During our ‘pause’ we played with combinations by redoing the foam in both of the other cabins, educating ourselves on foam types. We were killing the proverbial two birds with one stone; a metaphor that while violent, is apt. We created our ‘rumpus’ room in the v-berth by using a firm foam base with a medium foam on top of that. It’s good for sitting, fine for sleeping if you like a firm mattress. We love that space now and are able to sit and watch our DVD’s on our new little TV/DVD player combo Mike wrote about. It will be a great guest cabin.
We used the old foam with a 3″ latex topper to remake the midship cabin. It’s a luxurious sleep now. We liked the latex topper from Sleep On Latex so much we decided it was a win for the aft cabin. One decision down.
On a whim I took our pattern up to Seattle to Friendly Foam. The young man who helped me was, indeed, friendly as he wrote out the bid for something close to $6,000. Without upholstery. That’s just for the foam, cutting, and gluing. Ouch and OUCH! I bowed and scraped my way out of the shop, trying not to run, wondering what I was even thinking of going in there. I mean, these people probably do great work, but they pay Seattle real estate prices for their shop.
In the end, we took our pattern, our latex, and our desires to our local Best Foam and Fabric shop in Tacoma and they did the cutting, gluing and upholstery for us. Let me tell you, there is something grand about having an expert you work with who knows his topic and is willing to spend some time educating others. We love this place and will always go to them first whenever we need upholstery or foam for any kind of project. If you live in Seattle, make the drive to Tacoma before you make a decision on who is going to do your foam and upholstery. They are awesome and their prices are more than fair. We ended up using a three layer approach with a 3″ dense base layer, a 2″ medium layer, and the 3″ natural latex topper. After making sure these fit perfectly (they did!), and covering them with the PUL waterproof fabric, I took them back to be upholstered.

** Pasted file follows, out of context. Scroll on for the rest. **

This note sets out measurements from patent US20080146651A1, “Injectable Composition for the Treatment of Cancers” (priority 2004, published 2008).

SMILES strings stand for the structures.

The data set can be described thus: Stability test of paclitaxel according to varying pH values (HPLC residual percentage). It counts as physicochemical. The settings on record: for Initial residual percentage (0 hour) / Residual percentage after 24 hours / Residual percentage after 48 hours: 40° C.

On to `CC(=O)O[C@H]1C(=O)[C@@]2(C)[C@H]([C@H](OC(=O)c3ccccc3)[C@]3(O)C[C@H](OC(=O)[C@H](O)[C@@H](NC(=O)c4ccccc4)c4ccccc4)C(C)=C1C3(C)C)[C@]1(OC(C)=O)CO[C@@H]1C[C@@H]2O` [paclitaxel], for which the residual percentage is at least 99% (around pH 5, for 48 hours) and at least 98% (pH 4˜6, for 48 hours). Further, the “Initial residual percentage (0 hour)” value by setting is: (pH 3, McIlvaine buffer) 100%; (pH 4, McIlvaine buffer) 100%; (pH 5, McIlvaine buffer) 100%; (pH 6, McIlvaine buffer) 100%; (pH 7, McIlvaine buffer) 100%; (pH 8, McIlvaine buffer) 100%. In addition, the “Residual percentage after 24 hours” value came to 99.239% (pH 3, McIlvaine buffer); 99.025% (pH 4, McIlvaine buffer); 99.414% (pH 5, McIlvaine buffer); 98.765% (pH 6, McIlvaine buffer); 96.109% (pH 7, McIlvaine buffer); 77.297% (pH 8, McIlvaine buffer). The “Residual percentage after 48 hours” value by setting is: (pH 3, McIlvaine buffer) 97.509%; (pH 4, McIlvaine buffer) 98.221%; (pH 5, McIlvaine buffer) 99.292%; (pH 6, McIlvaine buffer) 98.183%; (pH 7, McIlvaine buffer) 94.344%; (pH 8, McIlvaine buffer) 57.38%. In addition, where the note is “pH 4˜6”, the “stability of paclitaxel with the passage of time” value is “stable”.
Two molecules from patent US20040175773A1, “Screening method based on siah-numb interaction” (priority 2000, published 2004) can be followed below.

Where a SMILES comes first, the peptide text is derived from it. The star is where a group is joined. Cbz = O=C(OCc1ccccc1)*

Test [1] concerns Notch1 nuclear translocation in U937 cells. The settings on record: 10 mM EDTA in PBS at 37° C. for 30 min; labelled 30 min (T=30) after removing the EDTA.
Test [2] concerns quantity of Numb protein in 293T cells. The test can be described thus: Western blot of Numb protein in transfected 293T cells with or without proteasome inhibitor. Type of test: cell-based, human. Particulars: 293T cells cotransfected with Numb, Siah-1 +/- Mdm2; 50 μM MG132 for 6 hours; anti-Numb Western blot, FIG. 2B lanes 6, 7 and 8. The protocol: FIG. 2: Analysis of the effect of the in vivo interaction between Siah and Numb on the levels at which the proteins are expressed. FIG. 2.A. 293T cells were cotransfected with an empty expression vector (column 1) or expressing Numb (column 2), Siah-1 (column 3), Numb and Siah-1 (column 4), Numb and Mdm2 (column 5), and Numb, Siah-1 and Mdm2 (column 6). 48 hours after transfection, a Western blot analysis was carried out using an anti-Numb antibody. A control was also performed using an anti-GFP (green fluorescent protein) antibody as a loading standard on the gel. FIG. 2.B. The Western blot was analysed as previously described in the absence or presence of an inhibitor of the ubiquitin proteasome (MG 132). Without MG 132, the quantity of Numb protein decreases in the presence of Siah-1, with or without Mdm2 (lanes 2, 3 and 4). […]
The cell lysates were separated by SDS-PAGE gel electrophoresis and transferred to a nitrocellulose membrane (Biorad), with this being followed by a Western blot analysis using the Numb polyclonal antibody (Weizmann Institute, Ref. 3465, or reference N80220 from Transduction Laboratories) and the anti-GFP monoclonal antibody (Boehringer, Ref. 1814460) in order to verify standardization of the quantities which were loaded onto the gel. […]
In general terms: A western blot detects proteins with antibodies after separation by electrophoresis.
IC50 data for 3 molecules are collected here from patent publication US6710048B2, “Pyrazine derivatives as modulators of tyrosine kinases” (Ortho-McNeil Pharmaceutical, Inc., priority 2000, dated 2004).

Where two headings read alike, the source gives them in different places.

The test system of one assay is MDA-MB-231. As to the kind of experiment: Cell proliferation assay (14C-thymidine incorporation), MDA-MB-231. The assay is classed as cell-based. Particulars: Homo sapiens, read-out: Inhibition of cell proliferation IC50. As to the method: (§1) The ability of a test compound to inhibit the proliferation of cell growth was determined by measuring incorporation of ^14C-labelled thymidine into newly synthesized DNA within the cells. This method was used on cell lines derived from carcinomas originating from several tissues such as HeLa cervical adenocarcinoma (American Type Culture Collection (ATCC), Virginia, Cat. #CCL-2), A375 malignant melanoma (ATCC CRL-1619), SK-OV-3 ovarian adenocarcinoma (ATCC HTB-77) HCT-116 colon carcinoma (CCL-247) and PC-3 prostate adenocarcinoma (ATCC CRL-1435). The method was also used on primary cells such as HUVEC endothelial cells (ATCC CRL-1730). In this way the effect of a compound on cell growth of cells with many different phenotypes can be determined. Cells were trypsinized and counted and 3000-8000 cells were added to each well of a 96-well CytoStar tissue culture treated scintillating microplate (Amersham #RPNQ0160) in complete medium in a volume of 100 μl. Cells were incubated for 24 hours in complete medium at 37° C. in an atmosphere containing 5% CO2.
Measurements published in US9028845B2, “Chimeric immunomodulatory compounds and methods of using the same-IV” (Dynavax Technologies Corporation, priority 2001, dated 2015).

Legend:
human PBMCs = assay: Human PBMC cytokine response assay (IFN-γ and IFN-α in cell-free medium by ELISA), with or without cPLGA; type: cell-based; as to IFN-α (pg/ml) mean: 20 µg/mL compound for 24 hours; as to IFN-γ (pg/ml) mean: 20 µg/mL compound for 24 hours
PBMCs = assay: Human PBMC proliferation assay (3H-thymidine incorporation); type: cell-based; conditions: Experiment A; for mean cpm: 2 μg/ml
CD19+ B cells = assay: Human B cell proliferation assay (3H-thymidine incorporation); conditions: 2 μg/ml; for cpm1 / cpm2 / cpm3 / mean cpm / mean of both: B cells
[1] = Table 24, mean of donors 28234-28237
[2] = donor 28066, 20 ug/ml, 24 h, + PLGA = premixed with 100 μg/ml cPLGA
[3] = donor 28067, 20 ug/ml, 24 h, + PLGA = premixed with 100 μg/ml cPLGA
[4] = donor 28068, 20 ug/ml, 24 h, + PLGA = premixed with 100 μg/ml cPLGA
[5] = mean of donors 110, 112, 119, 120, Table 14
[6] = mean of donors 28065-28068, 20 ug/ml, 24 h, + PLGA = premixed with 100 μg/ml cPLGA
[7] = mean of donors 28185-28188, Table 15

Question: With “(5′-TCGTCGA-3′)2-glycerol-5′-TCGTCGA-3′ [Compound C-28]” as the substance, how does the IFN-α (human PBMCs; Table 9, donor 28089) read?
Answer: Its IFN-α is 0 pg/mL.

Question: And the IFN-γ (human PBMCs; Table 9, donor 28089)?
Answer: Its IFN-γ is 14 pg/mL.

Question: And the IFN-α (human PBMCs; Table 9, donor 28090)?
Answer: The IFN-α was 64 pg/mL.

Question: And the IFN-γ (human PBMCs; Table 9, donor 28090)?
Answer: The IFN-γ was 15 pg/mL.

Here’s the final cost breakdown. By way of comparison, I had to order one queen sized topper and one full sized one in order to get enough latex material for the entire cabin. I ordered the latex myself because the good folks at Best Foam couldn’t get a better price than I could at Sleep On Latex and they were impressed with the quality of latex I showed them.
Foam: dense and medium, 1100$
PUL fabric: (used 40% discount coupon from HobbyLobby) $78.00
Upholstery Fabric: major discounted find at Hancock Fabrics, may it rest in peace. $120
Upholstery labor: $400
Total cost: $2,268 , a savings of at least 50%. Sweet. The only labor involved for me was covering the foam mattresses with the PUL fabric. Best Foam and Fabric couldn’t do that for me because her sewing machine was for heavy duty fabrics only.
In a previous post I wrote about how I wanted to be able to lift these mattresses up with ease to get to the stowage underneath. Getting to the stowage isn’t as hard as we predicted it would be so we are forgoing that little project in favor of other, more urgent things.
The bed feels luxurious and should last 20 years with good care. We are very happy with it. Now I get to design bedding! The little grey cells, they are working their magic.
And here is a link to the last post in this series, whereby we finally get sheets.